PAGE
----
For a moment you might forget what happened here in Vernazza six months ago.
But just for a moment.
Many of the people of Vernazza have returned home. Four of the restaurants are open with many shops along the main street soon to follow. A long list of accommodations are ready for reservations. The trains are running; the trails are being repaired. Some tourists have arrived, a few unaware of the disaster in late October.
For a moment you might forget.
The damage of the flooding can be seen in the harbor and around town. The obvious places that had been touched and changed. The more subtle signs can be found in the residents of Vernazza, people not used to idle hands. People uncertain during this time of silence. People who have been touched and changed.
For a moment may they forget.
Forget the torrential rain that unleashed 20 inches of water in 4 hours, triggering 7 million cubic feet of debris and mud to flood the valley and bury the town. Forget the homes, stores and cellars filled to the second story. The horror of the town’s gas tank, punctured and spewing gas, careening through main street. The indescribable fear as families, friends and travelers became divided by the rising waters. The parents of a neighboring town forced to spend an entire night without knowing if their trapped children had survived. Forget the frantic escapes through ventilation windows and through holes broken in walls. Forget the sadness as the waters claim three of Vernazza’s own. The evacuation. Displaced and relocated, some of the older residents leaving their homes for the first time.
For a moment may they remember.
Heroic and selfless acts that resulted in many lives saved. Remember the young who rallied and returned to make Vernazza their own. The prayers and kind words from strangers around the world. The support from unexpected places and people. Color created in unthinkable places.
My heart breaks to think despair may settle upon these people.
The soul of Vernazza is not in the buildings or the canal or the trails. It’s soul is found in the smiles of the children, the tenacity of the old-timers and the resilience of the people. The spirit is found in the making of sciacchetra; seen in the dry stone walls that terrace the hills. Life has always been challenging in Vernazza, but never defeating.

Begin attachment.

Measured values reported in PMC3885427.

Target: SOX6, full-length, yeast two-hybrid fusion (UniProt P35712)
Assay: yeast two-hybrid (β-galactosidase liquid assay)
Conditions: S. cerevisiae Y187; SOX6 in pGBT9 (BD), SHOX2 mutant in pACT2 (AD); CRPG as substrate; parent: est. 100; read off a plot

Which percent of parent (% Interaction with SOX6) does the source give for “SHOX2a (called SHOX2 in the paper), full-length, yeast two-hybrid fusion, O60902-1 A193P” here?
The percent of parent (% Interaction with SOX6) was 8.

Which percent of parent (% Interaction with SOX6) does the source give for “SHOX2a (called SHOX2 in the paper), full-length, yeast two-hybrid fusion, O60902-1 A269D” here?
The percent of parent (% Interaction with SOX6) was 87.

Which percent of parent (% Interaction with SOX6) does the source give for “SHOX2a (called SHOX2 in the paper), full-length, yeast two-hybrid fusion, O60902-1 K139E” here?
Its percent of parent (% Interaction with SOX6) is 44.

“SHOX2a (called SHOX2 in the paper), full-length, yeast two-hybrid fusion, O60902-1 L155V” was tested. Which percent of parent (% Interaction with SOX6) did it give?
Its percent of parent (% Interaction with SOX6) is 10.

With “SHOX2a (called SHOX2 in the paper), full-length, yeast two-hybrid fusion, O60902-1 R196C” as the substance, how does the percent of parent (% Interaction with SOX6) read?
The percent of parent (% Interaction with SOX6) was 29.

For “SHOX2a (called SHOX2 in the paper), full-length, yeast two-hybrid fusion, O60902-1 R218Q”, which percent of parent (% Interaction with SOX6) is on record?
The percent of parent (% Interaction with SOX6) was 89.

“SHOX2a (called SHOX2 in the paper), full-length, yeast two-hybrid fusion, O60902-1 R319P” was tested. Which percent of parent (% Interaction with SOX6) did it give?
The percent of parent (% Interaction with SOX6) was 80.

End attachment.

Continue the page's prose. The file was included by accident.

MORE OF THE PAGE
For a moment we must remember.
As travelers, we are powerful and we are essential. These families will not survive as they wait for business to return. They need us, need our business and the hope that we bring. No travel plans for 2012? I challenge you, along with Rick Steves, to donate the money you would normally spend in one day to the relief groups below. I also ask that you take the time to pass this message on, show Vernazza you care.
Looking forward, remembering where we came from. For a moment may you feel hope return Vernazza.
Disaster Relief Information:
- Save Vernazza a non-profit organized by American ex-pats in Italy who I work closely with.
- Per Vernazza Futura a non-profit fund set up by the municipality of Vernazza
- Don’t forget Monterosso, also horribly damaged in the flooding. They have set up a municipal relief fund called Rebuild Monterosso
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Copyright 2012 Andi Brown, Once in a Lifetime Travel
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